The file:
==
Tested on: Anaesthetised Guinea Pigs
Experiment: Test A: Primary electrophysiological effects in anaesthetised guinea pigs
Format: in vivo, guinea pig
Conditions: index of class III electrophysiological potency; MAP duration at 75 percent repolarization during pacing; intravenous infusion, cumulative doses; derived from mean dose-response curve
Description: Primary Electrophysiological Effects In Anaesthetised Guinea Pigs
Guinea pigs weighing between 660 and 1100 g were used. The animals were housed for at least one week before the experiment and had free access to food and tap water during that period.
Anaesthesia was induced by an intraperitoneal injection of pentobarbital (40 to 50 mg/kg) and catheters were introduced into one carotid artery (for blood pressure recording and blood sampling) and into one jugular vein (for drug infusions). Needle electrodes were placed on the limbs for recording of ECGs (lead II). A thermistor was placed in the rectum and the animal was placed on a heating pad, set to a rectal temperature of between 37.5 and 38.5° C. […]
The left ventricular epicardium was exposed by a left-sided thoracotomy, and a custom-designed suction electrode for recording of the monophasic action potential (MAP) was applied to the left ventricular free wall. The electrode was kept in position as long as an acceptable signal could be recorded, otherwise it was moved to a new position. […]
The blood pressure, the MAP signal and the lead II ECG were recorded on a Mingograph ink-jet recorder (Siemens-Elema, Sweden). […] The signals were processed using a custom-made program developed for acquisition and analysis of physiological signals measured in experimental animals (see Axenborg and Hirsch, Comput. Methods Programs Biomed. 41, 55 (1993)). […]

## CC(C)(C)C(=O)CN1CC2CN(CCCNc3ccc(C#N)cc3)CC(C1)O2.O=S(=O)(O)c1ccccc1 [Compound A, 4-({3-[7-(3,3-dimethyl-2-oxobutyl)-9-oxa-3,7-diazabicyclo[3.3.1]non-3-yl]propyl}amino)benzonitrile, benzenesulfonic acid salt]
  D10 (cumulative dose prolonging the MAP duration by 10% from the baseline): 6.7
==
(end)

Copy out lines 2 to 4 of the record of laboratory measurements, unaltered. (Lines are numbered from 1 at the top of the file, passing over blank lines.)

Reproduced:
Experiment: Test A: Primary electrophysiological effects in anaesthetised guinea pigs
Format: in vivo, guinea pig
Conditions: index of class III electrophysiological potency; MAP duration at 75 percent repolarization during pacing; intravenous infusion, cumulative doses; derived from mean dose-response curve